"Jack Armstrong" was based on a popular radio series of the day, "Jack Armstrong, The All American Boy". Columbia had had some success in translating popular comic book heroes to the screen, but came up a little short on this one.
Jim Fairfield (Pierre Watkin) is the head of an aviation company whose head scientist Vic Hardy (Hugh Prosser) has discovered cosmic radioactivity being employed in experiments coming from a distant off shore island. Hardy is kidnapped and taken to the island and forced to aid the evil doers. Fairfield, Jack Armstrong (John Hart) and Fairfield's niece Betty (Rosemary LaPlanche) and nephew Billy (Joe Brown Jr.), decide to investigate.
There they discover that an evil scientist, Jason Grood (Charles Middleton) is behind a scheme to conquer the world through the development of a super annihilator ray and a space ship called the "aeroglobe". The aeroglobe is capable of launching into space and destroying cities with its deadly ray (shades of Star Wars 50 years ahead of its time). Its up to Jack and the gang to foil the baddies.
Assisting Grood are Professor Zorn (Wheeler Oakman), Blair (Jack Ingram), Pierce (John Merton) and Lane Bradford, Terry Frost and Don C. Harvey among others as various henchman.
Assisting the good guys are a native tribe headed by Princess Alura (Claire James) and Umala (Russ Vincent).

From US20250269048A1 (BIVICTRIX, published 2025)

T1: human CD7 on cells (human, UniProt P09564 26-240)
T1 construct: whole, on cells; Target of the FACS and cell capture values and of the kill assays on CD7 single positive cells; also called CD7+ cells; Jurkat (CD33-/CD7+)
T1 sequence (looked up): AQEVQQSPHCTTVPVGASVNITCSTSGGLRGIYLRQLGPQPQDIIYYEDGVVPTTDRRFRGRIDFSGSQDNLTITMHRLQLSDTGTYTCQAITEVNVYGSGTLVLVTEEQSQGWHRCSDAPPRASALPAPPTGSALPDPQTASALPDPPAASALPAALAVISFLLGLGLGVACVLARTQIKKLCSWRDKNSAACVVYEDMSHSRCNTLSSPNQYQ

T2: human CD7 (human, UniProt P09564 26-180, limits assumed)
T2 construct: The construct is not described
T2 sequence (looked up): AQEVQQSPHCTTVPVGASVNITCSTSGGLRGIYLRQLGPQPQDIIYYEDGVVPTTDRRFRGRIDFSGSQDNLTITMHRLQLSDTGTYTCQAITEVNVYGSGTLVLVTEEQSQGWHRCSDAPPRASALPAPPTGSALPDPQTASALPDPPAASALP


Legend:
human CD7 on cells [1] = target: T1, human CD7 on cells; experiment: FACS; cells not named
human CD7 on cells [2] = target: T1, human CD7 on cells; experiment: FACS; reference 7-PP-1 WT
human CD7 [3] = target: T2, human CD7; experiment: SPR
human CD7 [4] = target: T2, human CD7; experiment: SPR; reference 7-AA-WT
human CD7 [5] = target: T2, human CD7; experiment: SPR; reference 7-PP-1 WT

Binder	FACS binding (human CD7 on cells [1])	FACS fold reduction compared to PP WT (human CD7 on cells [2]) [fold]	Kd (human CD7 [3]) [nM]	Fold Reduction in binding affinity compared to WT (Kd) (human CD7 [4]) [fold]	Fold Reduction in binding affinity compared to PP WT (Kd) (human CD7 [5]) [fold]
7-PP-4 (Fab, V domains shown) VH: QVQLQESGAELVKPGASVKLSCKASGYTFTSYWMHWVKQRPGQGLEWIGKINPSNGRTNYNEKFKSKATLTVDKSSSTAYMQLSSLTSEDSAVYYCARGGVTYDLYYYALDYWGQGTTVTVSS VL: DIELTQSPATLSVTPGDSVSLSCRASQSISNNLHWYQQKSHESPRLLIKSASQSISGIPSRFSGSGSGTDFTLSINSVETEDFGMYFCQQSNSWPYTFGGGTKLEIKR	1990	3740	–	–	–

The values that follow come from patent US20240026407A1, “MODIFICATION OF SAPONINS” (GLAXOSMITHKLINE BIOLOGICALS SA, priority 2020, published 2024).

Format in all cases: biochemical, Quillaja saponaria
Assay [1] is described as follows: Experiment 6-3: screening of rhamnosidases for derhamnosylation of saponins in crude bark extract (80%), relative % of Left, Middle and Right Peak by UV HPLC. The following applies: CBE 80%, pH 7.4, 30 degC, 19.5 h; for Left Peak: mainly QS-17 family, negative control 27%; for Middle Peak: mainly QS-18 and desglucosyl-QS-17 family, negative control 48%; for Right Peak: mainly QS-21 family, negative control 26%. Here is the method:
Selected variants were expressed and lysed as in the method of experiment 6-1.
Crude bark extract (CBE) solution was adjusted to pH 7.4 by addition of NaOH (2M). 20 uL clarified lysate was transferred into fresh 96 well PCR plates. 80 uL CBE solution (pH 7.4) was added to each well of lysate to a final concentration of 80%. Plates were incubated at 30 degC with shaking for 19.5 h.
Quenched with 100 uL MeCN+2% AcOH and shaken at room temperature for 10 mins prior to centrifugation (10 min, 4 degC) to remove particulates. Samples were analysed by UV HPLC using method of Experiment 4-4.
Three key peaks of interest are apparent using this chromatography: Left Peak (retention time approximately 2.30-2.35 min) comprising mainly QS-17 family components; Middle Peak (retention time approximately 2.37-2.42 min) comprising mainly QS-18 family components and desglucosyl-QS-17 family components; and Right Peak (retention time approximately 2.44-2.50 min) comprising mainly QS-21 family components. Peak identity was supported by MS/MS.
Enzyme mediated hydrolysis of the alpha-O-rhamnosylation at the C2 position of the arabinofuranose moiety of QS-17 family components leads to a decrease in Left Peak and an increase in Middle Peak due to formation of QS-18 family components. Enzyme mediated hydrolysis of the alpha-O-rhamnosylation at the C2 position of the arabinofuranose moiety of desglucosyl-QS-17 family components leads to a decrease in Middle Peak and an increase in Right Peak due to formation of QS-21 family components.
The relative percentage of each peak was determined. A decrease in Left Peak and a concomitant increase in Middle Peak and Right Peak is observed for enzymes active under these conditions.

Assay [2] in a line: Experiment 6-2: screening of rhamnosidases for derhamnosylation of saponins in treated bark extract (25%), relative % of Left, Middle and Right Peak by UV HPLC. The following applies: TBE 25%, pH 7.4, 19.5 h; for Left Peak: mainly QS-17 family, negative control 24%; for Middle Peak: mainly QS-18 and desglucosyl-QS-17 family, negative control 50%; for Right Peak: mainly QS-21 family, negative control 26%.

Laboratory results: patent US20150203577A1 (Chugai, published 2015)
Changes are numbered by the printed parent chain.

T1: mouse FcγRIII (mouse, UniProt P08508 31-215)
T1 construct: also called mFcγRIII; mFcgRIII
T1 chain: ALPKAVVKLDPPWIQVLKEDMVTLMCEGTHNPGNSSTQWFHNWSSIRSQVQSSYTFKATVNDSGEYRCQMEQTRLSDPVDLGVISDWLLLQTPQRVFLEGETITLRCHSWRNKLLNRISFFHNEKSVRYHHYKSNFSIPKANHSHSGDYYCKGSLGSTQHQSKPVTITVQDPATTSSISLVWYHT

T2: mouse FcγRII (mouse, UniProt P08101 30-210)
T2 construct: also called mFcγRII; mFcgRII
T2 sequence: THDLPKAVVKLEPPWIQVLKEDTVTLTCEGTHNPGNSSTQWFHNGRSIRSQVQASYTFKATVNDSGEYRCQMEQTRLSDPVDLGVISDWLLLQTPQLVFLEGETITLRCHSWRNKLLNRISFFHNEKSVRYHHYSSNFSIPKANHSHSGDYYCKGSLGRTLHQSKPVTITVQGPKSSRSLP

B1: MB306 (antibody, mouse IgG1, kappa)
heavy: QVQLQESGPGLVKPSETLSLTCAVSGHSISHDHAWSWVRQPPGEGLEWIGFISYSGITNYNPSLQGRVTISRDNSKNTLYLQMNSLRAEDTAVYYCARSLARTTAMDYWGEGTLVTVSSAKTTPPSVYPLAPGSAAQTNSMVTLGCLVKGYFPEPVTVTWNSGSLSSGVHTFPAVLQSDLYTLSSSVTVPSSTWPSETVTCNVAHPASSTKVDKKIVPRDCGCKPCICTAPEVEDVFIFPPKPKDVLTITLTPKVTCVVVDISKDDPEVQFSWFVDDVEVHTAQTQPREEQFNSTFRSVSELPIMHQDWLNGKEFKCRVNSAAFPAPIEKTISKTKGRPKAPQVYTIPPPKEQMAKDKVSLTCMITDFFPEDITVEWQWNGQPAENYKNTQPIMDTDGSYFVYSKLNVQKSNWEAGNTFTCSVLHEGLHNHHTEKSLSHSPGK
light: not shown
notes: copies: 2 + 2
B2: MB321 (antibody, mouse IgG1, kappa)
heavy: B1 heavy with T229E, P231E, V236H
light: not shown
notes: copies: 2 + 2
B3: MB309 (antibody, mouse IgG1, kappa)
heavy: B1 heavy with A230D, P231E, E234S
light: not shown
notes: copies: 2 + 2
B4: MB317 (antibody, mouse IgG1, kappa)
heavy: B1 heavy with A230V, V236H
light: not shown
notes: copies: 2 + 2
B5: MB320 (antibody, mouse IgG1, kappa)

The script is weak and the production values, bottom of the barrel. The acting is for the most part, terrible. Hart and Brown are simply awful. Most of the story takes place outside on what looks to be Columbia's "B" western backlot. The "aeroglobe" looks like a flying garbage can and its interior is very sparsely furnished. There was no imagination (or budget probably) to develop realistic looking space suits either I'll wager.
John Hart's acting would fortunately improve to the point that he would replace Clayton Moore as TV's "The Lone Ranger" for a couple of seasons. He also appeared in a TV series with Lon Chaney based on "The Last of the Mohicans.
Charles Middleton, who as the chief villain wasn't even given billing, is best remembered as "Ming the Merciless" in Universal's "Flash Gordon" serials. The venerable Pierre Watkin (probably the best actor in this picture) had long been a staple of the "B" movie scene, playing bankers, lawyers, doctors in featured roles. It was nice to see him in a leading role for once.
The female leads deserved a better fate. Rosemary LaPlanche and Claire James hardly appear in the last few chapters and could have brightened up the proceedings a little, had they been given more to do.
John Merton and Lane Bradford were father and son.
Columbia has done better.
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